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Monsoon progressing well, say Met officials
Vibha Sharma
Tribune News Service

New Delhi, June 13
Farmers need not panic as the information about the monsoon available on date does not predict any grim scenario, but Indian Meteorological Department (IMD) officials are playing it safe and not making any guesses on when it will hit other parts of the country, particularly the North.

As per the IMD, the normal date for the onset of the monsoon over Delhi is June 29. In Punjab and Haryana, it arrives around this very date with a standard deviation of eight days. While the IMD officials are keeping their fingers crossed, the monsoon is not likely to reach these areas very early.

The last year was a bad monsoon year with 13 per cent rainfall deficiency. And with severe heat wave continuing in most parts of the North and central India, particularly in the east-central part with some regions registering temperature more than 10 degrees above normal, people are waiting for a good monsoon, and on time.

The officials say except for Kerala, where the monsoon arrival date is predicted well in advance, the forecast for its advancement to the rest of the country is issued depending on the strength of the monsoon. The monsoon being a rather complex phenomenon, that depends upon several factors, including the all-important El Nino factor, subsequent predictions are made after monitoring the current weather situation and other parameters, they add.

For 2005, the IMD predicted a normal monsoon with 98 per cent of the long-period average for the country as a whole within an error margin of plus or minus 5 per cent. This forecast will be further updated in the last week of June, along with the forecast for the country as a whole and four homogeneous regions, along with the July rainfall that is so important for farmers.

The monsoon, as per the officials, is progressing quite well. But it has not progressed from where it last advanced to some parts of the east-central Arabian Sea, Goa, coastal Karnataka and most parts in its south-interior, Tamil Nadu and parts of coastal Andhra Pradesh on June 8.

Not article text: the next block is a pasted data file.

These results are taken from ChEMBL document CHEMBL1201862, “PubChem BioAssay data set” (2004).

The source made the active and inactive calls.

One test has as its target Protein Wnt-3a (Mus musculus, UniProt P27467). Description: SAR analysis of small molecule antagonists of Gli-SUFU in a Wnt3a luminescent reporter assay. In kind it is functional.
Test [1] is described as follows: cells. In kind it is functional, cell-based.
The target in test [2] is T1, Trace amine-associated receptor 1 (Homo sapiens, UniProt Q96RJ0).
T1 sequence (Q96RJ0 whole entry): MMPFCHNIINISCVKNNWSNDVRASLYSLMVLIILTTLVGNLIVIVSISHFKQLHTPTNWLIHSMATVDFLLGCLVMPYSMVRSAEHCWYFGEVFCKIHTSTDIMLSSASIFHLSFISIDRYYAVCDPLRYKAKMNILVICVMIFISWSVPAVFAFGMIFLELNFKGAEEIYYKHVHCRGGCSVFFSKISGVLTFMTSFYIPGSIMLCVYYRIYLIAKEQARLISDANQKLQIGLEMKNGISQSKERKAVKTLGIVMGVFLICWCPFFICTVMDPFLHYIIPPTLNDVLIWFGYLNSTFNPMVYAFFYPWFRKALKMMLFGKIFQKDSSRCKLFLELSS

The monsoon had hit Kerala on June 5 with a delay of around four days. It was delayed by around 10 days in the Andaman and Nicobar islands. While the North-East is reporting good pre-monsoon showers, the monsoon has not yet hit the region.

But the officials say some positive signals have been noticed in the Bay of Bengal and the rainfall activity will increase in the North-East in the next couple of days.

Some weakening phase has been noticed in the Arabian branch of the monsoon. However, there is nothing unusual in it, say the officials, adding that in any case the monsoon doesn't advance at a standard speed.

The phenomenon is pulsating in nature and at present north-ward pulse has weakened. But after weakening of a pulse, another one usually develops which helps progress monsoon over other regions. The officials say farmers and others need not panic as the available information did not indicate any grim scenario.

Meanwhile, a dust haze has developed over Delhi and parts of Rajasthan, Punjab and Haryana due to prevailing strong winds from the north-western region, besides occasional dust storms in the region. And unless rains, or very strong winds from an area that does not have dust come, the haze is likely to persist.



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